Opponents of voter-ID laws were jubilant on Thursday after their first-ever federal-court victory blocking the implementation of such a measure. A three-judge panel in Washington, D.C., ruled that Texas’s new law fails to comply with Section 5 of the Voting Rights Act, holding that the law had a discriminatory racial effect, and therefore will not be implemented for November’s election.
But those celebrating today’s ruling might temper their joy, because for them, dark clouds loom on the horizon.
First, the federal court laid waste to one of the favorite talking points of election-integrity opponents, who contend that there is no proof of any in-person voter fraud that voter ID would fix. The court held that in-person voter fraud isn’t required for states to pass prophylactic laws such as voter ID.
This will come as bad news to the Brennan Center and other left-wing groups that demand high thresholds before states can legislate election-integrity measures. These voter-fraud deniers have demanded that “massive” or “widespread” or “pervasive” voter impersonation exist before states do anything about it.
Since when do Americans wait until criminality has reach epidemic proportions before we pass laws to proscribe crimes? Thus, the opinion celebrated by voter-ID opponents undercut one of their key arguments.
Second, voter ID opponents may have won the battle in Texas, but they may soon lose the war over the Voting Rights Act. Texas Attorney General Greg Abbott is challenging Section 5 of the Voting Rights Act itself, and vows to appeal to the United States Supreme Court. The 2006 amendments to the law made it particularly constitutionally shaky. States must now prove an absolute absence of any discriminatory effort or intent before a law can take effect in one of the 16 Section 5 states. Does the federal government have the power to demand a pure soul, an unblemished effect, before a state election-integrity law may take effect? Texas is betting that at least five Supreme Court justices disagree, and they are probably right to do so. So voter-ID opponents should enjoy today’s decision, but the wiser among them will realize the decision jeopardizes the long-term viability of Section 5.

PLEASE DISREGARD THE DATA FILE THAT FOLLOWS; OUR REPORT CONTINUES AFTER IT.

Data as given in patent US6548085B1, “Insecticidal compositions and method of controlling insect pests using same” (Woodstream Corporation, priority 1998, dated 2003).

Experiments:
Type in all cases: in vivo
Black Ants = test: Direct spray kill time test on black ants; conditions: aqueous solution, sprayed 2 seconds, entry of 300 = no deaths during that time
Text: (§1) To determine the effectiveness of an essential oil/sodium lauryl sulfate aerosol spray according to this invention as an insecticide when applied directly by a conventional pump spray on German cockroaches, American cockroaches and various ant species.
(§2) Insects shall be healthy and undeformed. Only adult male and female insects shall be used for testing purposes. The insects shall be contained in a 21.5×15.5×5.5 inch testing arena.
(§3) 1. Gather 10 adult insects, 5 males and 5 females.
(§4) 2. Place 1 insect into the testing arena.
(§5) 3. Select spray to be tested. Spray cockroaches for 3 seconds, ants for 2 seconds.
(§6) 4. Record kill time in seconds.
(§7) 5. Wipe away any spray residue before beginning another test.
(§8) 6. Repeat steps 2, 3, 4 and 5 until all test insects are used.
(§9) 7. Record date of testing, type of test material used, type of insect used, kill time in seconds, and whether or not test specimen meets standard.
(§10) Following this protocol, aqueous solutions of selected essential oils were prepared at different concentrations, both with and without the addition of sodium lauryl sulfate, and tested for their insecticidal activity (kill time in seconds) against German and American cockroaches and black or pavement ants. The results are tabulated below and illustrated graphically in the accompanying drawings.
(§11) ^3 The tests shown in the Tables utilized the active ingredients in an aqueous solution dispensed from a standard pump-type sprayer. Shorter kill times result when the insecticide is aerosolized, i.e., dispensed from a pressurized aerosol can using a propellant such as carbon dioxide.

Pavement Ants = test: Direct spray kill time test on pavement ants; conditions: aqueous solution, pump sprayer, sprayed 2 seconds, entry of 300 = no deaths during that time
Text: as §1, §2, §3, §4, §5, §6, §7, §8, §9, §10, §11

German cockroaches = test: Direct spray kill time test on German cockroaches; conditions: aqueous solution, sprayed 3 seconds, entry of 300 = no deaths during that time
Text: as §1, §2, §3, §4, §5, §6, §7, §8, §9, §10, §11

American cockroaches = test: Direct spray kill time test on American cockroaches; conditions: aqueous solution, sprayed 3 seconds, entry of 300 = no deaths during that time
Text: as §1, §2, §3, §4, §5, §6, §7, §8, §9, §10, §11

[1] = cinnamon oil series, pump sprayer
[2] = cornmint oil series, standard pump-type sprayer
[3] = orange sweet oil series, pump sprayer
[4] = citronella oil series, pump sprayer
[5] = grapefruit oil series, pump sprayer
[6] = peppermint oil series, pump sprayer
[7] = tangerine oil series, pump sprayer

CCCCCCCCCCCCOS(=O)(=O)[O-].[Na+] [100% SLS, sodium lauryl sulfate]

Finally, the federal court held that voter ID will discriminate against the poor. One problem, however: The Voting Rights Act makes no mention of economic status. It protects against racial discrimination, not economic discrimination. Here, the decision is most vulnerable to reversal. The three judges, including Bush appointee Rosemary Collyer, ruled that poverty can be a proxy for race. Since voter ID falls harder on the poor, it must fall harder on blacks and Hispanics, who are disproportionately poor. Good luck. This bootstrap argument, equating poverty with race, is likely to end up in the crosshairs of Texas attorney general Abbott.
Voter-ID opponents have their first-ever court victory, but it is likely to be short-lived and come with a steep price they probably didn’t bargain for.